Deliberations of  Congressmen at the House of Representatives on the Reproductive Health (RH) Bill are cut short due to the lack of quorum. Photo by Carla Patricia S. Perez

06 December 2012, 7:54 p.m. – PRINCIPAL authors of the “reproductive health” (RH) bill in the Senate have rejected an amendment requiring the written consent of parents before minors are given access to contraceptives.

On Tuesday (Dec. 4), Senators Pia Cayetano and Miriam Defensor-Santiago rejected the proposal by Sen. Ralph Recto to require written parental consent. Prior to this, Recto’s amendment to remove from local governments the responsibility of putting up hospitals for obstetrics and newborn care was turned down by senators with a 9-8 vote.

“The second Recto amendment, which is still pending, states that minors should get the written consent of their parents before they can buy contraceptives. Again, the co-sponsors, Sen. Pia Cayetano and Sen. Santiago opposed the amendment,” said a press release from Santiago’s office.

The RH bill had been promoted as a “responsible parenthood” bill as well as a measure that would reduce maternal deaths. The sponsors of the bill, however, have rejected proposals to limit access to contraceptives to married couples.

Majority of senators also voted, 11-6, to reject changes to definitions of key terms in the bill last Tuesday. As it stands, the RH bill will make it a legal obligation of the government to make sure people have a “safe and satisfying sex life,” as well as “pleasurable and safe sexual experiences.”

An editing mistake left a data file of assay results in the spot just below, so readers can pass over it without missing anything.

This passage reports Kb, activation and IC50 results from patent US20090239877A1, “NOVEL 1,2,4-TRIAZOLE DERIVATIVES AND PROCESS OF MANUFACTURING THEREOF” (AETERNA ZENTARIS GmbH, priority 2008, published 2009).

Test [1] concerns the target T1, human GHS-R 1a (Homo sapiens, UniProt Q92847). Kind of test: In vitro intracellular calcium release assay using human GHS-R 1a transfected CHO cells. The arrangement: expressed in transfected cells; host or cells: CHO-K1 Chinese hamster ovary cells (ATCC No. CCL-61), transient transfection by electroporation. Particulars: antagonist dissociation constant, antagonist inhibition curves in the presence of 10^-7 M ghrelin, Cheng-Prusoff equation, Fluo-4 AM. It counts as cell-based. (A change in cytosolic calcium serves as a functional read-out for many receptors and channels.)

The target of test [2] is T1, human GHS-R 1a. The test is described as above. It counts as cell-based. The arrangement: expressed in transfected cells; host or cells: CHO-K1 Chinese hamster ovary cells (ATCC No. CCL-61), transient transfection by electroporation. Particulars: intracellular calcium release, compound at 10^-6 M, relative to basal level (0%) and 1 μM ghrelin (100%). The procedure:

Anti-RH senators led by Senate President Juan Ponce Enrile said state guarantees to “pleasurable sex” need not be legislated.


Santiago said she “could smell victory in the air” for the RH bill, based on Tuesday’s decision of the Senate to vote down four proposed amendments, although a number of senators were not present during the deliberations.

“The voting showed that the RH group in the Senate has core support from at least 11 senators. There are actually more, but some were absent last Tuesday,” Santiago said.

Meanwhile, deliberations at the House of Representatives were cut short last Wednesday (Dec. 5) due to lack of quorum.

Batangas Rep. Herminaldo Mandanas sought to amend a provision in which poor households would be prioritized by RH services, proposing that the word “families” be used instead.

Albay Rep. Edcel Lagman, the principal sponsor, revised the line to “shall prioritize the needs of poor women, men and children in marginalized families and households.”

Lagman also agreed to put the phrase “sound replacement rate” in the guiding principles of the bill. It now reads: “Since human resource is among the principal assets of the country, maternal health, safe delivery of healthy children and their full human development, sound replacement rate and responsible parenting must be ensured through effective reproductive health care.”

Another amendment was inserted to highlight the promotion of natural family planning methods, which are endorsed by the Catholic Church.


House Speaker Feliciano “Sonny” Belmonte said he was “cautiously confident” the RH bill would be passed before the Christmas break.

Parañaque Rep. Roilo Golez told the Varsitarian: “There’s a public pressure to resolve this (measure) either way.”

“You know, we are [congressmen who responsibly oppose each other here]. We will not unreasonably oppose,” he added.

Last Monday (Dec. 3), President Benigno Aquino III put pressure on lawmakers to vote on the controversial bill in a Malacañang luncheon. Reden D. Madrid and Cez Mariela Teresa G. Verzosa


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